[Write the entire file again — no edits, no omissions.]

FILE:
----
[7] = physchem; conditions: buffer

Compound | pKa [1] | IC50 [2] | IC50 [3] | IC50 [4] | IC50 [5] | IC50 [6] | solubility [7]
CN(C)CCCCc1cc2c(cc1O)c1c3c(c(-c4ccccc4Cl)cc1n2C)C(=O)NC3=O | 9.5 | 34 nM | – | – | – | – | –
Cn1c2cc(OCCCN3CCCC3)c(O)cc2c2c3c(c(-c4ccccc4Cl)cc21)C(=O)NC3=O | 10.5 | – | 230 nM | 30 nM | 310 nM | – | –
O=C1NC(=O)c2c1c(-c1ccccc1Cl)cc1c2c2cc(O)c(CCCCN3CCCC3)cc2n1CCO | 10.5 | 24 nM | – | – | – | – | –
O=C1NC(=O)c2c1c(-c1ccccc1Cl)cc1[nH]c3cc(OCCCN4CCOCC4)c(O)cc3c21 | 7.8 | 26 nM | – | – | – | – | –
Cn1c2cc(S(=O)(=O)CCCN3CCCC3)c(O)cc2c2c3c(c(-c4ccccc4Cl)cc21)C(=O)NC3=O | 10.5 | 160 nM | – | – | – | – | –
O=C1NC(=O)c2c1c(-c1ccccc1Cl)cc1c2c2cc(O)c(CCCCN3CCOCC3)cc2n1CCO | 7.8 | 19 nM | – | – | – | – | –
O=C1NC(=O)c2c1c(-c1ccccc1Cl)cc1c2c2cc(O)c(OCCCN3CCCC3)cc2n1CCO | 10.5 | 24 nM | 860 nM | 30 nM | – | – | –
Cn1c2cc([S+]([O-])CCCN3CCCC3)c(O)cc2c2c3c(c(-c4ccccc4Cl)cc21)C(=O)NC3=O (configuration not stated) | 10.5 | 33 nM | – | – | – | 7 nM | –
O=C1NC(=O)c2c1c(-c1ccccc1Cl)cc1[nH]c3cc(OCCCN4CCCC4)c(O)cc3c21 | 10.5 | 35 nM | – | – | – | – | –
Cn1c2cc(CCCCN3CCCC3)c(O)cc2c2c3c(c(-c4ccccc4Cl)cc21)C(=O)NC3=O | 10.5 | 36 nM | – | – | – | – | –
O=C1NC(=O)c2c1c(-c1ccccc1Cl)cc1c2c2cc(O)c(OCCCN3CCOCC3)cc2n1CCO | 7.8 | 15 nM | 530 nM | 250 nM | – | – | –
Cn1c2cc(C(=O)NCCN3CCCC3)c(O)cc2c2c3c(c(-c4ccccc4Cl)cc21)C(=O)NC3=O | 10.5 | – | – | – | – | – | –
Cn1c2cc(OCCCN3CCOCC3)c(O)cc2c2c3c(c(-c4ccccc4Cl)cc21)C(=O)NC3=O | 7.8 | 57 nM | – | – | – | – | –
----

[7] = physchem; conditions: buffer

Compound | pKa [1] | IC50 [2] | IC50 [3] | IC50 [4] | IC50 [5] | IC50 [6] | solubility [7]
CN(C)CCCCc1cc2c(cc1O)c1c3c(c(-c4ccccc4Cl)cc1n2C)C(=O)NC3=O | 9.5 | 34 nM | – | – | – | – | –
Cn1c2cc(OCCCN3CCCC3)c(O)cc2c2c3c(c(-c4ccccc4Cl)cc21)C(=O)NC3=O | 10.5 | – | 230 nM | 30 nM | 310 nM | – | –
O=C1NC(=O)c2c1c(-c1ccccc1Cl)cc1c2c2cc(O)c(CCCCN3CCCC3)cc2n1CCO | 10.5 | 24 nM | – | – | – | – | –
O=C1NC(=O)c2c1c(-c1ccccc1Cl)cc1[nH]c3cc(OCCCN4CCOCC4)c(O)cc3c21 | 7.8 | 26 nM | – | – | – | – | –
Cn1c2cc(S(=O)(=O)CCCN3CCCC3)c(O)cc2c2c3c(c(-c4ccccc4Cl)cc21)C(=O)NC3=O | 10.5 | 160 nM | – | – | – | – | –
O=C1NC(=O)c2c1c(-c1ccccc1Cl)cc1c2c2cc(O)c(CCCCN3CCOCC3)cc2n1CCO | 7.8 | 19 nM | – | – | – | – | –
O=C1NC(=O)c2c1c(-c1ccccc1Cl)cc1c2c2cc(O)c(OCCCN3CCCC3)cc2n1CCO | 10.5 | 24 nM | 860 nM | 30 nM | – | – | –
Cn1c2cc([S+]([O-])CCCN3CCCC3)c(O)cc2c2c3c(c(-c4ccccc4Cl)cc21)C(=O)NC3=O (configuration not stated) | 10.5 | 33 nM | – | – | – | 7 nM | –
O=C1NC(=O)c2c1c(-c1ccccc1Cl)cc1[nH]c3cc(OCCCN4CCCC4)c(O)cc3c21 | 10.5 | 35 nM | – | – | – | – | –
Cn1c2cc(CCCCN3CCCC3)c(O)cc2c2c3c(c(-c4ccccc4Cl)cc21)C(=O)NC3=O | 10.5 | 36 nM | – | – | – | – | –
O=C1NC(=O)c2c1c(-c1ccccc1Cl)cc1c2c2cc(O)c(OCCCN3CCOCC3)cc2n1CCO | 7.8 | 15 nM | 530 nM | 250 nM | – | – | –
Cn1c2cc(C(=O)NCCN3CCCC3)c(O)cc2c2c3c(c(-c4ccccc4Cl)cc21)C(=O)NC3=O | 10.5 | – | – | – | – | – | –
Cn1c2cc(OCCCN3CCOCC3)c(O)cc2c2c3c(c(-c4ccccc4Cl)cc21)C(=O)NC3=O | 7.8 | 57 nM | – | – | – | – | –